Definition of “needs”
The term “needs” is variously defined and interpreted. “Needs” is a word used in various fields such as medicine, nursing, and social welfare, which renders the meaning and definition ambiguous (Brewin, Wing, Mangen, Brugha, & Mac, 1987; Hansson, Sandlund & Bengtsson, et al., 2003; Miura, 1995). To mention a few examples, it has been defined as “that which is required for an individual to easily and effectively maintain or support herself” (Wiedenbach, 1963), “that which contributes to the promotion of welfare in organisms” (English & English, 1958), and “Man has five needs of (i) physiological needs, (ii) safety needs, (iii) social needs, (iv) esteem needs and (v) self actualization, and they are hierarchically ordered” (Maslow, 1954).
A qualitative research method was used in order to grasp the needs that reflect the participants' opinions and wishes. Focus group interviews (FGI) were used to collect data (Lederman, 1990; Takayama & Anme, 1998).
The FGI is a group interview method which Merton and Kendall (1946) used to compile their research results. At first, it was used primarily in marketing, but presently it is used in broader fields such as communication, politics, and advertising. Group interviews enable specialists to ascertain on the one hand the needs and emotions of the client, and on the other hand the awareness and behavior of nurses (Holloway & Wheeler, 1996).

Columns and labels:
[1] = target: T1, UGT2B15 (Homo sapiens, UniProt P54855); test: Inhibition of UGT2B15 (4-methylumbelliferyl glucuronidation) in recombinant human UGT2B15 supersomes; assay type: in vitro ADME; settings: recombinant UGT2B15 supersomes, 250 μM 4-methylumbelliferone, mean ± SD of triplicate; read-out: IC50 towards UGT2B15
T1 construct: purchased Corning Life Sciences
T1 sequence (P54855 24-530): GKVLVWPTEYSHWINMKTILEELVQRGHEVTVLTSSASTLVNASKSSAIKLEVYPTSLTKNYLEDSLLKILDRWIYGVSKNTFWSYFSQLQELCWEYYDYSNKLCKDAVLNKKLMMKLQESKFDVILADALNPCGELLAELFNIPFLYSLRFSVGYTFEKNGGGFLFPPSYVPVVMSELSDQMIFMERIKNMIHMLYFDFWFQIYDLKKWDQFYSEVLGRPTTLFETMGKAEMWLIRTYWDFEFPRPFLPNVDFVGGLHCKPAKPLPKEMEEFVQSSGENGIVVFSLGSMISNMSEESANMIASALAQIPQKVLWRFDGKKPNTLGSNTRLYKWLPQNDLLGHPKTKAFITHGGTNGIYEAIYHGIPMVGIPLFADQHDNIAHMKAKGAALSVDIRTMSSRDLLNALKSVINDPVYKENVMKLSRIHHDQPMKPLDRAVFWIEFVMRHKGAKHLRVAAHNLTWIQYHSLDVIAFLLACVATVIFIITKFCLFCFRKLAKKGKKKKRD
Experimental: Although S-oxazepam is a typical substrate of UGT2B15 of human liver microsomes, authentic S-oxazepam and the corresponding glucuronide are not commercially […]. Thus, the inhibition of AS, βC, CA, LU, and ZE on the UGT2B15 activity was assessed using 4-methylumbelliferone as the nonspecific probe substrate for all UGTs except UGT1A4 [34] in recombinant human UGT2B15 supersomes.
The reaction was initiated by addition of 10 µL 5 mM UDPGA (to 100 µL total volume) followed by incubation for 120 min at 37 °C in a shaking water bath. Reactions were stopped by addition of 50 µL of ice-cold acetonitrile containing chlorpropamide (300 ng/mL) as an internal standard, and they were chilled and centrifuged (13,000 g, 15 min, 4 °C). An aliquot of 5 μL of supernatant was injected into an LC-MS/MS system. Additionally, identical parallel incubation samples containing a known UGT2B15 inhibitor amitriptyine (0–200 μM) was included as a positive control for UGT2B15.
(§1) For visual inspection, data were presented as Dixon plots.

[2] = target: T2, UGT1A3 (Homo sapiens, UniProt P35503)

In Japan, Takayama and Anme (1998) employed FGI in their medical, nursing and welfare activities. FGI is the analysis of focus group interviews that can demonstrate research results and provide the basis for change.
To encourage participants to speak up, the interview was conducted by an interviewer and a recorder/observer. The content of the interview was recorded on a digital voice recorder upon participant approval. Interviews were held on 20 September 2009 and 1 November 2009, and were 90 min and 120 min, respectively.
Participants were ION patients (within 10 years of onset) currently under homecare. Four patients in pre-surgical conservative treatment and six who had already undergone total hip replacement (10 in total) were referred by the department of outpatient in orthopedics of a university hospital. Of these, eight patients agreed to participate in the research. Basic information about these participants is given in Table 1. Of the eight research participants, three had yet to have the hip replacement surgery and five had already had the surgery. The youngest was in his/her 20s, and the oldest was in his/her 60s. The average age was 49.3 years. All of the participants (one male and seven female) had femur head necrosis (Table 1).
Table 1. Participant information
B, both sides; L, left side; R, right side; SLE, systemic lupus erythematosus; THA, total hip arthroplasty.
Pain on both sides
Walking with a crutch
Mild pain of left side
Severe pain of both sides
Walking with a crutch
Lower back pain